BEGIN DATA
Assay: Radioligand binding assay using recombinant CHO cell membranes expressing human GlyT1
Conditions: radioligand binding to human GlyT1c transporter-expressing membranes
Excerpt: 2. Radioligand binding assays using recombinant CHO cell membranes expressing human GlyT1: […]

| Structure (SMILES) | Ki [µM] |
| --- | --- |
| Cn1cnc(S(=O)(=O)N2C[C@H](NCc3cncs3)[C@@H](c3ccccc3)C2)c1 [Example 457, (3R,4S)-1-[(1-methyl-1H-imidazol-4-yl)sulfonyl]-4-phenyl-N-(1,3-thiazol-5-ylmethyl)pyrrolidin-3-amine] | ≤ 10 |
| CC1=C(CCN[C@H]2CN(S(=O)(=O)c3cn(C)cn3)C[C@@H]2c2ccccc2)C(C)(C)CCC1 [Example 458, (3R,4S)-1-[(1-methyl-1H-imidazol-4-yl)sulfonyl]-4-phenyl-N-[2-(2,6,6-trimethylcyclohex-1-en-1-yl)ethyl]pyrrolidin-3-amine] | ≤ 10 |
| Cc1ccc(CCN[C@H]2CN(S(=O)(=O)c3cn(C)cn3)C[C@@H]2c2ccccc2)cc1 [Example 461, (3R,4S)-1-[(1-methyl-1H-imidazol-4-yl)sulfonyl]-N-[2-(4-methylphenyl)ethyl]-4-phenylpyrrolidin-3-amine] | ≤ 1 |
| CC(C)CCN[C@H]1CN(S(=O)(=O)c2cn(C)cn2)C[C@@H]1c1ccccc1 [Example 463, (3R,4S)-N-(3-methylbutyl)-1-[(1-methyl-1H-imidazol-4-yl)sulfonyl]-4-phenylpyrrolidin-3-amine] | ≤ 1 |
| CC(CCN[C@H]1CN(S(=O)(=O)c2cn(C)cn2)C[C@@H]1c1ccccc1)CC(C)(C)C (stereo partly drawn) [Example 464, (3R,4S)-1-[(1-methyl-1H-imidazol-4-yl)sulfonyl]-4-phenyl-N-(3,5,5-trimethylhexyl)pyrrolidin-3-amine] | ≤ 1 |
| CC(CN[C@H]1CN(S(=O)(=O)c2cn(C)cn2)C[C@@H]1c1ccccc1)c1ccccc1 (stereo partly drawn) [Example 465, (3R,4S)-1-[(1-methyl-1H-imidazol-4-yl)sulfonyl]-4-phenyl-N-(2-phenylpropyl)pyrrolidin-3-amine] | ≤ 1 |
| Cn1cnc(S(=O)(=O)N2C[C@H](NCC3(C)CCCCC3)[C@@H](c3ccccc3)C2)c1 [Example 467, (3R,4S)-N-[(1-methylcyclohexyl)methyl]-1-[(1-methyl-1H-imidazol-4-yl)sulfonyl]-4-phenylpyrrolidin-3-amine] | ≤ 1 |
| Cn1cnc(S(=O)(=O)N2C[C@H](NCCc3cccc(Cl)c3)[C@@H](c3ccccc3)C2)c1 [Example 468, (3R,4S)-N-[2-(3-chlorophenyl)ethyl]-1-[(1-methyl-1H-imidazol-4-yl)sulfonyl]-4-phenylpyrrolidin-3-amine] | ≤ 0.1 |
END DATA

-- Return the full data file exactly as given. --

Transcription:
Assay: Radioligand binding assay using recombinant CHO cell membranes expressing human GlyT1
Conditions: radioligand binding to human GlyT1c transporter-expressing membranes
Excerpt: 2. Radioligand binding assays using recombinant CHO cell membranes expressing human GlyT1: […]

| Structure (SMILES) | Ki [µM] |
| --- | --- |
| Cn1cnc(S(=O)(=O)N2C[C@H](NCc3cncs3)[C@@H](c3ccccc3)C2)c1 [Example 457, (3R,4S)-1-[(1-methyl-1H-imidazol-4-yl)sulfonyl]-4-phenyl-N-(1,3-thiazol-5-ylmethyl)pyrrolidin-3-amine] | ≤ 10 |
| CC1=C(CCN[C@H]2CN(S(=O)(=O)c3cn(C)cn3)C[C@@H]2c2ccccc2)C(C)(C)CCC1 [Example 458, (3R,4S)-1-[(1-methyl-1H-imidazol-4-yl)sulfonyl]-4-phenyl-N-[2-(2,6,6-trimethylcyclohex-1-en-1-yl)ethyl]pyrrolidin-3-amine] | ≤ 10 |
| Cc1ccc(CCN[C@H]2CN(S(=O)(=O)c3cn(C)cn3)C[C@@H]2c2ccccc2)cc1 [Example 461, (3R,4S)-1-[(1-methyl-1H-imidazol-4-yl)sulfonyl]-N-[2-(4-methylphenyl)ethyl]-4-phenylpyrrolidin-3-amine] | ≤ 1 |
| CC(C)CCN[C@H]1CN(S(=O)(=O)c2cn(C)cn2)C[C@@H]1c1ccccc1 [Example 463, (3R,4S)-N-(3-methylbutyl)-1-[(1-methyl-1H-imidazol-4-yl)sulfonyl]-4-phenylpyrrolidin-3-amine] | ≤ 1 |
| CC(CCN[C@H]1CN(S(=O)(=O)c2cn(C)cn2)C[C@@H]1c1ccccc1)CC(C)(C)C (stereo partly drawn) [Example 464, (3R,4S)-1-[(1-methyl-1H-imidazol-4-yl)sulfonyl]-4-phenyl-N-(3,5,5-trimethylhexyl)pyrrolidin-3-amine] | ≤ 1 |
| CC(CN[C@H]1CN(S(=O)(=O)c2cn(C)cn2)C[C@@H]1c1ccccc1)c1ccccc1 (stereo partly drawn) [Example 465, (3R,4S)-1-[(1-methyl-1H-imidazol-4-yl)sulfonyl]-4-phenyl-N-(2-phenylpropyl)pyrrolidin-3-amine] | ≤ 1 |
| Cn1cnc(S(=O)(=O)N2C[C@H](NCC3(C)CCCCC3)[C@@H](c3ccccc3)C2)c1 [Example 467, (3R,4S)-N-[(1-methylcyclohexyl)methyl]-1-[(1-methyl-1H-imidazol-4-yl)sulfonyl]-4-phenylpyrrolidin-3-amine] | ≤ 1 |
| Cn1cnc(S(=O)(=O)N2C[C@H](NCCc3cccc(Cl)c3)[C@@H](c3ccccc3)C2)c1 [Example 468, (3R,4S)-N-[2-(3-chlorophenyl)ethyl]-1-[(1-methyl-1H-imidazol-4-yl)sulfonyl]-4-phenylpyrrolidin-3-amine] | ≤ 0.1 |